When Roy Greenslade writes on the subject of journalism then the British media village takes heed.
He has been a central figure in print journalism in the UK for more decades than he could care for me to mention.
In the Guardian media page he has his own tab.
He is also a professor of Journalism at the City University in London.
Subsequently, it is little wonder that his words carry weight in the British media.
Firstly I will declare an interest.
I know Roy and we’ve met both professionally and personally.
It is fair to say that on matters apropos Irish politics we see the world in a very similar way.
That, of course, in no way diminishes the power of his analysis or the weight that his words carries in British media circles.
Subsequently, Roy’s decision to write about the ‘Charlotte Fakeovers’ leaks is indeed news.
He was intrigued at the failure of the Scottish mainstream media to be across this story.
The first to break ranks in Scotland was The Drum a marketing magazine that usually does puff pieces for the advertising industry.
However, rather surprisingly real journalism temporarily broke through at the marketing mag and they examined the Charlotte Fakeovers phenomenon.
Despite the mainstream tentatively playing catch up on this, people who are interested in what Lady Charlotte chooses to reveal have not been waiting to see it in print or hear it on radio.
This may be another example of how Twitter is now seen as a reliable source of news untouched by PR and containing no traces of succulent lamb.
These revelations are the equivalent of WikiLeaks for Planet Fitba.
I have no way of knowing whether or not the material leaked by this Twitter account is genuine.
However, I know of several senior journalists who believe it be entirely authentic.
Of course those named in these leaked emails could come forward and simply make a statement that the emails and audio tapes are clever forgeries.
So far they have declined to comment.
As The Drum notes, Media House owner Jack Irvine figures largely in the leaked material.
In telling the Rangers story from 2008-2012 I increasingly realised the influence of PR companies on the dialogues and debates within Scotland’s national game.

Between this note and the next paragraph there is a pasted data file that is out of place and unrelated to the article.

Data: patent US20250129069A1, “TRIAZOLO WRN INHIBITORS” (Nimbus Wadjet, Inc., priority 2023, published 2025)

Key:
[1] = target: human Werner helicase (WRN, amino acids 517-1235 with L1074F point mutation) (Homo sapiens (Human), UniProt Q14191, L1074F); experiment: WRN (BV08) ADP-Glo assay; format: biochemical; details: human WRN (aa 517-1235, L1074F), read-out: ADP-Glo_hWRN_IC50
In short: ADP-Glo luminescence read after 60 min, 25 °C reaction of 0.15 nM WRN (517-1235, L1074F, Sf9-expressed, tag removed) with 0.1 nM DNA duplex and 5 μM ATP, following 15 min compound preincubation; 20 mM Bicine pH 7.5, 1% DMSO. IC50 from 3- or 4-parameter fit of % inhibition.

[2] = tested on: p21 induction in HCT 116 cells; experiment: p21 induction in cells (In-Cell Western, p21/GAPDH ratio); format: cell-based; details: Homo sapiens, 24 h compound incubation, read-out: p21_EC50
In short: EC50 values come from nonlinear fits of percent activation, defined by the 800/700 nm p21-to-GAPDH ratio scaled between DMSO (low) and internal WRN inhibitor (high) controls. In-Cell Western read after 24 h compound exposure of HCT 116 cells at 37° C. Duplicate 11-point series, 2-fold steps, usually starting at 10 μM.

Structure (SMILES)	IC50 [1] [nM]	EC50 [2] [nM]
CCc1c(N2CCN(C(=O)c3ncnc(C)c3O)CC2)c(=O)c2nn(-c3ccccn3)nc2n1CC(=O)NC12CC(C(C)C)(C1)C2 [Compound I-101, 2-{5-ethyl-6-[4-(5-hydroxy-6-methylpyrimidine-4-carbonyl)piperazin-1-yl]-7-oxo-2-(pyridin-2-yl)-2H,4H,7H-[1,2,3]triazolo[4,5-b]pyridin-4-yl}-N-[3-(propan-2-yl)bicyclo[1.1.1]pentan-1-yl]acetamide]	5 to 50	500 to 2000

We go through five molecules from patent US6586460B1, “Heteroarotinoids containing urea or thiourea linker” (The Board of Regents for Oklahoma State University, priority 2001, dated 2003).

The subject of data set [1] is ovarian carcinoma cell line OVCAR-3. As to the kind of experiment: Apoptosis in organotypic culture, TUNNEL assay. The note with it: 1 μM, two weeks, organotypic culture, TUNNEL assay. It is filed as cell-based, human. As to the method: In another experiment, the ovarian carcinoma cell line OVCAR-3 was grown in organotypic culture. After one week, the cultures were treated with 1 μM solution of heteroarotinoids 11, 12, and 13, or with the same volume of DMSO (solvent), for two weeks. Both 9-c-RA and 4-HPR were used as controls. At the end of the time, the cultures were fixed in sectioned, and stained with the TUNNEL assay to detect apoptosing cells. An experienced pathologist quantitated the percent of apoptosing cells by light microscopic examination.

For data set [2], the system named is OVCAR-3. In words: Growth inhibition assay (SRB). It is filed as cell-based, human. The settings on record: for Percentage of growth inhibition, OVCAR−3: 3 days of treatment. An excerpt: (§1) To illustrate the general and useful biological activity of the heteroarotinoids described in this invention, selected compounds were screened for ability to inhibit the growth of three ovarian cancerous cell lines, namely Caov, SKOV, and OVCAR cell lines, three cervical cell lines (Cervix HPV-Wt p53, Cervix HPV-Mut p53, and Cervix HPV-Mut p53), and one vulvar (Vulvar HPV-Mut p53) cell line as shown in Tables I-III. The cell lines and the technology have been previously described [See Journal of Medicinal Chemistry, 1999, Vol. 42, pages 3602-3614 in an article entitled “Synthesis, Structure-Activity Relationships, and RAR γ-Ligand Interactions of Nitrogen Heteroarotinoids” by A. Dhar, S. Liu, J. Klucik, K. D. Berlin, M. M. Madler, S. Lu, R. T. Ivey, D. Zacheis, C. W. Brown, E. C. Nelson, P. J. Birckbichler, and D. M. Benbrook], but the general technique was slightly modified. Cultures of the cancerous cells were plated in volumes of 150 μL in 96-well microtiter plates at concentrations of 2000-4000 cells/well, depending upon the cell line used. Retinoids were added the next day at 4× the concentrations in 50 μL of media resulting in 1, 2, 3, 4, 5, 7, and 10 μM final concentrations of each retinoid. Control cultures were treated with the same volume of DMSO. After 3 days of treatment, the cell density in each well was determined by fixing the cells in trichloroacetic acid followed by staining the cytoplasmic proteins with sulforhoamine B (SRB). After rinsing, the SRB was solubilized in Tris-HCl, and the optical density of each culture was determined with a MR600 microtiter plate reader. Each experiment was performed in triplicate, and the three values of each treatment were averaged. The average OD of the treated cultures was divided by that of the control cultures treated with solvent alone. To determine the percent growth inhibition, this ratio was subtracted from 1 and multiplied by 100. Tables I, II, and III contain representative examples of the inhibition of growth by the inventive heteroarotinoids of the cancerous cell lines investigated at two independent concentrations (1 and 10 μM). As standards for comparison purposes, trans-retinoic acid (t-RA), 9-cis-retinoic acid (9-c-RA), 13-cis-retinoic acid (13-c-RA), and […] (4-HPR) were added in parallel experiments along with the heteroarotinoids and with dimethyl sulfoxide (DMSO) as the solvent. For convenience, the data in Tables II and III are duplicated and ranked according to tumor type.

Firstly over the Famine Song controversy and then onto my work into the financial terminal illness that the Ibrox club had contracted under the stewardship of Sir David Murray; it was clear that I had stumbled upon news management of industrial proportions.
For this to work it has, of course, to remain hidden from view.
Jack Irvine might well be keeping his head down at the moment as Lady Charlotte seems like a woman scorned.
Over the years many powerful people have found themselves in a difficult situation because of leaked emails that they would rather remain hidden from view.
The BBC even managed to collate enough of them to have a brilliant series on the subject.
The potential reputational damage for many of those who figure in these leaked documents is considerable.
Once more I will declare an interest.
It would appear that I have been mentioned in dispatches by the folks at the top of the marble staircase on more than one occasion over the years.
It would seem that my work-mainly on this site- has caused some unease in dignified quarters.
Nothing personal of course, it’s just business.
The content of the ‘Charlotte Fakeovers’ leaks means that the dismissive slur of ‘paranoid’ that was often flung at Celtic supporters over the years from Scottish sports journalists now seems very hollow indeed.
Now that Roy Greenslade has written about the failure of the Scottish mainstream media to engage with the ‘Charlotte Fakeovers’ story then they cannot ignore it any longer.